Review Price £349.00
The LG HR939M uses the same menus and remote that LG has been using for years, which is no bad thing. On-screen presentation is pretty, using vibrant colours, cute icons and jazzy graphics at every given opportunity.
The Home menu is your starting point. The row of icons across the middle makes it easy to identify the deck’s various functions, including live TV and the setup menu. Along the bottom is a second row of options, where you can access the recordings menu or search for content.
The Home menu also provides separate icons for music, video and photos. Select one and the subsequent menu lists the connected devices where that content can be found, be it DLNA, USB or disc.
The media menus feature familiar folder icons but when you reach your files they’re displayed as still thumbnails, which is a classy touch. The music menu is slightly different (see below).
Smart content is separated into Premium and LG Apps – you can cherry pick your favourites and put them in the ‘My Apps’ screen (one of the options running along the bottom of the Home menu).
Again, the apps menus are beautifully presented – ‘Premium’ displays two rows of large thumbnails against an image of a park, while the LG Apps menu places the apps on shelves. Snazzy.
The Recordings menu isn’t the slickest we’ve ever used (there are no thumbnails or other embellishments) but works fine, concisely listing the name, date and time of each programme. Hit the Menu key and you can delete, rename or view information about each one, but it lacks the editing features found on rival PVRs. You can also change how the recordings are listed and order them alphabetically at the touch of a button.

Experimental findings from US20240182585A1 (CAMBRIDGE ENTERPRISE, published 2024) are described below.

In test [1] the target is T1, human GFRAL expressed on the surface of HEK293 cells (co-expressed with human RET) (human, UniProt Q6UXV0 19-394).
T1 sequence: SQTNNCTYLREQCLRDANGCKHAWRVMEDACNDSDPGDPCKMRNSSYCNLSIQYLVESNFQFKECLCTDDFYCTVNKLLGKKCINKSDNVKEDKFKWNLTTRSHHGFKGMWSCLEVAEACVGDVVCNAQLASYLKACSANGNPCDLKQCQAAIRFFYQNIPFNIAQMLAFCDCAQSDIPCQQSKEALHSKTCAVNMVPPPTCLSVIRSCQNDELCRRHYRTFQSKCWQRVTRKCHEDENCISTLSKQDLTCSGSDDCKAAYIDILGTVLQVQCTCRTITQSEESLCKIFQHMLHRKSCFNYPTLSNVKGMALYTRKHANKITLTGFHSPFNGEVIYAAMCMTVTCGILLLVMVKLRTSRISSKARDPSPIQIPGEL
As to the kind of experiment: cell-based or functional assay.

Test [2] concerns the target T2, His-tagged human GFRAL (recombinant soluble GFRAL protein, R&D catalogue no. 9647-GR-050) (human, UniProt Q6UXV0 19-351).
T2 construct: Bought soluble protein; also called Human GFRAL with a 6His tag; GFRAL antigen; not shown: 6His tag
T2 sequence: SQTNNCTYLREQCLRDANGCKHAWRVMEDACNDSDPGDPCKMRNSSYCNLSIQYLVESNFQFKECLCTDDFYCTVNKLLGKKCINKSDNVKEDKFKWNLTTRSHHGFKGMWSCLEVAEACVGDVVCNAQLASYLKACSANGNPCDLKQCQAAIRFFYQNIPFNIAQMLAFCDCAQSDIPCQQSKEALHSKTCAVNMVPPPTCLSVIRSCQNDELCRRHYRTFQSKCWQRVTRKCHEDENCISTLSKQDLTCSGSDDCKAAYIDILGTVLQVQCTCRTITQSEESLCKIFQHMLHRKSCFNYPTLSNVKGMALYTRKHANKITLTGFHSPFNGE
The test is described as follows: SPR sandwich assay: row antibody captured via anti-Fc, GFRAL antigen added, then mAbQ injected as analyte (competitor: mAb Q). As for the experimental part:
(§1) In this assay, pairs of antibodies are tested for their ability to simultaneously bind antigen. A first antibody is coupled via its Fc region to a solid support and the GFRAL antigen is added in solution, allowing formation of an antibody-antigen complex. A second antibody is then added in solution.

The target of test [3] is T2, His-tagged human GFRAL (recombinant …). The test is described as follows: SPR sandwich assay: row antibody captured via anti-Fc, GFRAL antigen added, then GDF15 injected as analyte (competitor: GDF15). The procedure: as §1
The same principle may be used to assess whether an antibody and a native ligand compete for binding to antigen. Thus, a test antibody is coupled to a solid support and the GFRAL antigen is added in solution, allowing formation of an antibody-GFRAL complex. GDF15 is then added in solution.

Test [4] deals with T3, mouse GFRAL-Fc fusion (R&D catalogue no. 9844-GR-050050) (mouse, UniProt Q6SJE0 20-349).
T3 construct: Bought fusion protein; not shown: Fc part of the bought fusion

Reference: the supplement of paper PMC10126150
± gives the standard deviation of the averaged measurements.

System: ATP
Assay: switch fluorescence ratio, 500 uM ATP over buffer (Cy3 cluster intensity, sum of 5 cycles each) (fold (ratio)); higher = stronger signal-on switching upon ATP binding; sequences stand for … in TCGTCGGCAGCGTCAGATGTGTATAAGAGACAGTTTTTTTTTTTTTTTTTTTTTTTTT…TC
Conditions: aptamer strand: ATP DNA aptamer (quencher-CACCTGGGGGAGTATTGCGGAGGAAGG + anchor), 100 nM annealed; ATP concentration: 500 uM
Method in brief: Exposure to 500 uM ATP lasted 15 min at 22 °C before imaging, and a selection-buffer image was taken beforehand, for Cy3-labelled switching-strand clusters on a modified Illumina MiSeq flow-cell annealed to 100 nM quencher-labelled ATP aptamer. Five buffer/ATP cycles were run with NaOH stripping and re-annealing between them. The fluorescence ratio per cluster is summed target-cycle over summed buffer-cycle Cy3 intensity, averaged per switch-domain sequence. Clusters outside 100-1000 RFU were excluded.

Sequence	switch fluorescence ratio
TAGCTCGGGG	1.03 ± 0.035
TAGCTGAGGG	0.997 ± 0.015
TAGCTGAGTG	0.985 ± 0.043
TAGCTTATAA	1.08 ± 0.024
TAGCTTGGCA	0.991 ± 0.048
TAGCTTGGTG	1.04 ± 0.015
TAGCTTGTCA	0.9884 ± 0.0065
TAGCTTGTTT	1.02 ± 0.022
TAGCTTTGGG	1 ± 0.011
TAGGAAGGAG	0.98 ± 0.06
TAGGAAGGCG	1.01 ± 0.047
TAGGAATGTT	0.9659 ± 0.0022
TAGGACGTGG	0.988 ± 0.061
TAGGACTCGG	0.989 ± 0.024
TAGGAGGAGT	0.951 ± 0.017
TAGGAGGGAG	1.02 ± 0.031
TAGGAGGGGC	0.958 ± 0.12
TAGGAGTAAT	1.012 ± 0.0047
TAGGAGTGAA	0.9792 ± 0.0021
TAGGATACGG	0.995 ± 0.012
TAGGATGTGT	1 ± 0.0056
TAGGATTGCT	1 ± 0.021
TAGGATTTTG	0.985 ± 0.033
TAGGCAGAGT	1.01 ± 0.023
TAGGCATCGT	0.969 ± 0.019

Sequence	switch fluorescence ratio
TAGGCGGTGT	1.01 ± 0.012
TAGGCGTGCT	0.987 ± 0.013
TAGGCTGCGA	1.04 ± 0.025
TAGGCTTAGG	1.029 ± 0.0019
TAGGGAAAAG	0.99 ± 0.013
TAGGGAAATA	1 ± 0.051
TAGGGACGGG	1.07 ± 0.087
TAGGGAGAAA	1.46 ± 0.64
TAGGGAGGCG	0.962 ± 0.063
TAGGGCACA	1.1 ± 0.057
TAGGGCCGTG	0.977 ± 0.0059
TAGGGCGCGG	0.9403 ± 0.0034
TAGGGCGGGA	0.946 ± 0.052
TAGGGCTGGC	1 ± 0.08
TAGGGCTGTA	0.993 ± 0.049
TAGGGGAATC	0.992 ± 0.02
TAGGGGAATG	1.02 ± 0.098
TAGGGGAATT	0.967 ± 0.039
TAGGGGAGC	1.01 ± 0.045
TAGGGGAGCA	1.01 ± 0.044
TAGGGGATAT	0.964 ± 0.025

The EPG only takes up a small portion of the screen, which makes it feel more cramped than most Freeview EPGs. The grid only displays five channels at a time, which requires a lot of downward scrolling.
But on the plus side it’s easy to navigate, responding quickly to remote commands, and because it’s superimposed over the live TV picture you don’t miss anything while browsing.
You can view the synopsis for a programme you’re watching and find out what programme is up next by hitting the ‘Title’ button on the remote (not ‘info’, confusingly). But this static dialogue box doesn’t let you browse other channels or time slots, which is restricting.
Elsewhere, another superimposed menu offers other settings – subtitles, languages, audio description, aspect ratio and picture presets. These include Standard, Vivid, Movie and User Setting, where you can adjust contrast, brightness, colour sharpness and noise reduction.
The long, slender remote is a joy to use thanks to its large rubbery buttons, uncluttered layout and clear labelling. The direction pad, volume and channel change keys are perfectly placed, and there’s a little hump in the middle that helps you find them in the dark.
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